Fooling Some People All Of The Time by David Einhorn is an interesting read into one of the most famous and well known shorts in recent history. It certainly is a lucid account of the sometimes dramatic events. As a financial tutorial, it does not provide anywhere near the level of detail, or examples that a book such as One Up On Wall St, or the Intelligent Investor provides. Nonetheless there are some interesting takeaways from the book that are not normally found in other financial books.
I believe one of the best pieces of investing advice Einhorn provides is that a bad company may not be a good short. There are numerous reasons for this. The company you are shorting is doing everything they can to prove you wrong and can even resort to improper means to do so. The general market trend is positive so even if a company lags behind you could still lose money. A profitable short can often be one performing illicit activities; but these are inherently opaque and difficult to detect at times.
Although he did not touch on it as much, I am also a firm believer that a short can not depend upon valuation compression because valuation is inherently subjective and can be subject to bias induced by others. I think Einhorn made great points in saying that a great short can often be one with illicit activity or aggressive accounting fundamentals. These situations can be very difficult to find meaning they are not priced into the market. Additionally, they represent a total change in the nature of the business when revealed. Shorts of deteriorating businesses can work out; but they lack the catalyst that has made Einhorn's shorts do so well.
Einhorn's dogged persistence with Allied can show the importance of carefully reading financial statements. What can appear to be boilerplate can be extremely revealing. The prime example in the book came when Einhorn realized that Allied had changed 1 sentence in a year's 10K; namely, the sentence indicating that independent auditors agreed with Allied results was deleted. This is a huge read flag but is very easy to gloss over. Distinct changes or omissions from year to year can be very telling. Often management can try and slip in important things in areas where you least expect them to.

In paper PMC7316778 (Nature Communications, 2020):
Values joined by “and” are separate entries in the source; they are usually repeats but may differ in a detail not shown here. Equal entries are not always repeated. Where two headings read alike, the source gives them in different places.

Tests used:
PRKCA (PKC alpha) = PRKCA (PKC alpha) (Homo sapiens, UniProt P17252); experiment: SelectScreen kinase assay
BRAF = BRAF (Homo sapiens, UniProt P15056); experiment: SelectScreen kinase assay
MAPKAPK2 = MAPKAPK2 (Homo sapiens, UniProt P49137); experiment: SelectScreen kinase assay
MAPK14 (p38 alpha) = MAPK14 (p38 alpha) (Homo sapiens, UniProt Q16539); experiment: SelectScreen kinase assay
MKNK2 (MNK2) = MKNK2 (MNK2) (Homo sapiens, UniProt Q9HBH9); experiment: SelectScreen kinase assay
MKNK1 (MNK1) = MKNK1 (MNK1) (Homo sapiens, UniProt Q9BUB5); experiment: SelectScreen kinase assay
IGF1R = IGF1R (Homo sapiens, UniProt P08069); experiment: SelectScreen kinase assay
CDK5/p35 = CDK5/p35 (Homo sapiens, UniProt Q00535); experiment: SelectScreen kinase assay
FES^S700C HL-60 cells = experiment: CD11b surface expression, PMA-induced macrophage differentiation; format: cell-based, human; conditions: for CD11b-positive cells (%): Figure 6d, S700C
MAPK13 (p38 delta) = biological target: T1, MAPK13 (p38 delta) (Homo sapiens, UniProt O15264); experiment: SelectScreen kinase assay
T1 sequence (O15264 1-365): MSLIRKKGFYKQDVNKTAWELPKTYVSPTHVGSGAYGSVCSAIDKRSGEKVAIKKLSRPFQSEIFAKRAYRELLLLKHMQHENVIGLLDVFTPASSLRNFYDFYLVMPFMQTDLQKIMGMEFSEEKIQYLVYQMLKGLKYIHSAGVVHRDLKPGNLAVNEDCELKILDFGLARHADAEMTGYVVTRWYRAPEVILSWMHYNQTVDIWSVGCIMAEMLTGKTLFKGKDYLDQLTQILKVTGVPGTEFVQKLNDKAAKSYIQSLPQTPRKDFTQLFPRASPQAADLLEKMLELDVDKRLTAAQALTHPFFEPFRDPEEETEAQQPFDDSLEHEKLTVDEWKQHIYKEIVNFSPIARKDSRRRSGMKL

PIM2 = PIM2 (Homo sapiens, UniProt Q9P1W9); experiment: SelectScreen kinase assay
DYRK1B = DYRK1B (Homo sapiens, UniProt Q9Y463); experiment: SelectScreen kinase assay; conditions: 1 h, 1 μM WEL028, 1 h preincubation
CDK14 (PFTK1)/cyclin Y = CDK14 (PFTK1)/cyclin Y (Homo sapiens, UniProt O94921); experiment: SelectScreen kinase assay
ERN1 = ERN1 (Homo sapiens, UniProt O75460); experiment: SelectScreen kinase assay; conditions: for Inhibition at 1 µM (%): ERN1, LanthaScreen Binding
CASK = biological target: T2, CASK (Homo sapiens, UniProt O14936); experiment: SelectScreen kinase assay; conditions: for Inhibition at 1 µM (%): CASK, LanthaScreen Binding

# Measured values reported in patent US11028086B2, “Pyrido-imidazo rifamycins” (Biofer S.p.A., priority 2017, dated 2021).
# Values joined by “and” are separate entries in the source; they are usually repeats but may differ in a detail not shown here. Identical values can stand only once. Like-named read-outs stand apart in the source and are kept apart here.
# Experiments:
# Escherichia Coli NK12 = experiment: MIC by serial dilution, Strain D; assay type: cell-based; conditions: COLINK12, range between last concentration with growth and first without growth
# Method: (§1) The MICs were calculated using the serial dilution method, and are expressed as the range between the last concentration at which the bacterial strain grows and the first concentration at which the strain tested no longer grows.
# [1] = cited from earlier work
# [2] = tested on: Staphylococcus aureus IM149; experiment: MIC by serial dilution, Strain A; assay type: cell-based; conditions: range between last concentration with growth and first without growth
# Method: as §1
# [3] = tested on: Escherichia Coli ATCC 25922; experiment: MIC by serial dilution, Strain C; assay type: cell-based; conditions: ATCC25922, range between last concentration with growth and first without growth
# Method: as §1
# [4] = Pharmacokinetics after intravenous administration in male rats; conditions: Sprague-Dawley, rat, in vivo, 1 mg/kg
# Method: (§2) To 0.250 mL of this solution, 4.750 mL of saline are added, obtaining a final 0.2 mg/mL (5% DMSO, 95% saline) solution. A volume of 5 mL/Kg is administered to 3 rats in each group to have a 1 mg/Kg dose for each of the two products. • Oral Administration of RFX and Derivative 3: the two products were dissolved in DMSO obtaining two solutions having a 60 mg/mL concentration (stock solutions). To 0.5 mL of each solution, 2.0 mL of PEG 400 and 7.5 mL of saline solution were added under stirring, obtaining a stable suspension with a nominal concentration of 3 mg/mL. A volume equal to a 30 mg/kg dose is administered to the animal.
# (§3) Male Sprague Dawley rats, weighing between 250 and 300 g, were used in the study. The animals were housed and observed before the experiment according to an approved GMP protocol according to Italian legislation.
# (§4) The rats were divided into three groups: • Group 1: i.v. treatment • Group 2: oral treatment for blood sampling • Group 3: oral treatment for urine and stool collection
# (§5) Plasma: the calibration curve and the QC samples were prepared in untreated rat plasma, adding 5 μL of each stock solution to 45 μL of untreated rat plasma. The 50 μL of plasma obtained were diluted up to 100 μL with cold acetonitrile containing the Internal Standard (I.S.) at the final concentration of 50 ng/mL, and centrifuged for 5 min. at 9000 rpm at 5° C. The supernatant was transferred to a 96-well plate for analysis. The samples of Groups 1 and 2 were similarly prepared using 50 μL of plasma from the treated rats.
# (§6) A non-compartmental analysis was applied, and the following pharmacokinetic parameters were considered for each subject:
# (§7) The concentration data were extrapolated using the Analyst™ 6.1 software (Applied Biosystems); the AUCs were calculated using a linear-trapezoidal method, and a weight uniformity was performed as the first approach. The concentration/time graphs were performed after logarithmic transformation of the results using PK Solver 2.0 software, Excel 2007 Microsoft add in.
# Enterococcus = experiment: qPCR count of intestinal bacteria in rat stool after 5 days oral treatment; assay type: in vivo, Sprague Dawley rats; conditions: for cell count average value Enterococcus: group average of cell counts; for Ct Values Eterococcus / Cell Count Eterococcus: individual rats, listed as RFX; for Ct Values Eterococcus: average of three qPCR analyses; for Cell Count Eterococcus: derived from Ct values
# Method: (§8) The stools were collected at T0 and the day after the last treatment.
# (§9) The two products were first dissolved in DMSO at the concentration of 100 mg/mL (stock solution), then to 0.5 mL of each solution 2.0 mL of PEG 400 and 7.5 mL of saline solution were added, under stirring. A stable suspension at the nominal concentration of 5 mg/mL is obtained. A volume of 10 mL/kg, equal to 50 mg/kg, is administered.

Along these same lines, reading financial statements requires a healthy amount of criticism. At first glance Allied's numbers appeared quite healthy. However, this was far from the case as one dug deeper. Not only did Allied use very aggressive accounting standards but it implemented shady executive compensation packages, improperly labeled the delinquencies on its loans, shifted resources back and forth between subsidiaries to fudge numbers, used improper valuation fundamentals for its assets, and changed the key figures that it reported constantly to illustrate the health of the company. In addition management avoided critical questions during Q&A sessions and were constantly spinning.
The story provides a great example of why one must do their own individual research to get an opinion on a company. Einhorn was not only smarter than analysts at bulge bracket banks, but put in more time and more original analysis than any of them. His figures were relatively speaking the most objective view of the company. Yet these analysts were quick to ignore him in their own write-ups and regurgitating the company line. This is definitely an extreme example. But at the end of the day, bulge bracket banks generate money through commissions generated through their reports and not from proprietary trading. There is an inherent conflict of interest that creates a bias. And even if the analyst does not have a bias and is insightful, they can be wrong. Avoiding these reports will allow you to independently analyze the company.
Another interesting personal philosophy of Einhorn is his preference for industry independent long short investing versus a market/industry neutral long short investing. Going long the strongest companies and shorting the weakest ones market wide will inherently generate a higher expected return than going long the strongest company and short the weakest company in an industry. Additionally, Einhorn's strategy allows you to invest in companies with no direct competitors such as Google. Pursuing the industry neutral policy can force you to invest in companies whose expected return is positive because of the strength of the industry. While the industry neutral policy may allow for slightly lower volatility, Einhorn's strategy should generate larger absolute returns.